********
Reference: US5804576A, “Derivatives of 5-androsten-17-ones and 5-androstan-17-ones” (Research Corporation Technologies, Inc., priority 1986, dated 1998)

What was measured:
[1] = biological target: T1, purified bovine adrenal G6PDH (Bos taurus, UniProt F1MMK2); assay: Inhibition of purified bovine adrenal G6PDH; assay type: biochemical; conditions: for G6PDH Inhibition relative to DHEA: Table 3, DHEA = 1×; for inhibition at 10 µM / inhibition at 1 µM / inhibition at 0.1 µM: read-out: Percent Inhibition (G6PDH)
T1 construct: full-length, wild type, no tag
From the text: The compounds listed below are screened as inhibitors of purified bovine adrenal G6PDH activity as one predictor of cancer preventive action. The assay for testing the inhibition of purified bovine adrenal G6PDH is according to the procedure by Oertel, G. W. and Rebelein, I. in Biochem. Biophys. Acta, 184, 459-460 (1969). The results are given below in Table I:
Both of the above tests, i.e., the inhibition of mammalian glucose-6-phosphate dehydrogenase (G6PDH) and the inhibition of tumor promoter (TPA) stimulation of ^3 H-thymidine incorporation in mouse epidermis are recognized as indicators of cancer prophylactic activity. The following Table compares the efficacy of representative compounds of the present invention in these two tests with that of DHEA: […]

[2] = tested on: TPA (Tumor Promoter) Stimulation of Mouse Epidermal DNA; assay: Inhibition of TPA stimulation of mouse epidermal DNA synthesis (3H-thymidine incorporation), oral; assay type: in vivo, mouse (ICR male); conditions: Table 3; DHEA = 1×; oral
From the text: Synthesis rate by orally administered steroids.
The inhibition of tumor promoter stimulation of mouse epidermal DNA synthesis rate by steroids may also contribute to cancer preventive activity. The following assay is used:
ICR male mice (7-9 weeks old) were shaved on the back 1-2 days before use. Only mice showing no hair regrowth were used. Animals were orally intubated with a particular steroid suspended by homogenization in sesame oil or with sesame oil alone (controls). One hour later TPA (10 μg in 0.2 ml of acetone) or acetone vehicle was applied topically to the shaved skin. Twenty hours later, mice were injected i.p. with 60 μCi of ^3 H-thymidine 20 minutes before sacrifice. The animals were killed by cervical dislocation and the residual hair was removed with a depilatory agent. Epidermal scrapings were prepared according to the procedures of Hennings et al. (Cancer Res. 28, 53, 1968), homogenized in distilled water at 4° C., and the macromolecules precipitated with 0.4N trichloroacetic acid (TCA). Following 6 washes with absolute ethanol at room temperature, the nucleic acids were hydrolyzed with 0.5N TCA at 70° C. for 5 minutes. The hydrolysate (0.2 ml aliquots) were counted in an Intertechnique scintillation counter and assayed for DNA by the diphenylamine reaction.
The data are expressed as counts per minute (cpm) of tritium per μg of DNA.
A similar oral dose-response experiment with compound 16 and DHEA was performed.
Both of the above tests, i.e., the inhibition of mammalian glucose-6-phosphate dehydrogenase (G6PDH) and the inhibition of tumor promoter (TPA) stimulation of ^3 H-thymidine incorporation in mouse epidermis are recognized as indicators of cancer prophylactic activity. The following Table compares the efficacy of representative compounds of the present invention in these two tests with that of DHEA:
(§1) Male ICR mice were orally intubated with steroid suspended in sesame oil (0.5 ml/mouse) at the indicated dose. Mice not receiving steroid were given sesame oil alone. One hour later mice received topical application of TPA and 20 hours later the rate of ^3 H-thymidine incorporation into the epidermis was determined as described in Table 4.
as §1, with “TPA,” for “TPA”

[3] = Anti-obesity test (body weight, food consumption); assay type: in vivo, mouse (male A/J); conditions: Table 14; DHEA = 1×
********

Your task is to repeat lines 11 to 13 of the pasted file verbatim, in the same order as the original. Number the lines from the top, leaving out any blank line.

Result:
The data are expressed as counts per minute (cpm) of tritium per μg of DNA.
A similar oral dose-response experiment with compound 16 and DHEA was performed.
Both of the above tests, i.e., the inhibition of mammalian glucose-6-phosphate dehydrogenase (G6PDH) and the inhibition of tumor promoter (TPA) stimulation of ^3 H-thymidine incorporation in mouse epidermis are recognized as indicators of cancer prophylactic activity. The following Table compares the efficacy of representative compounds of the present invention in these two tests with that of DHEA: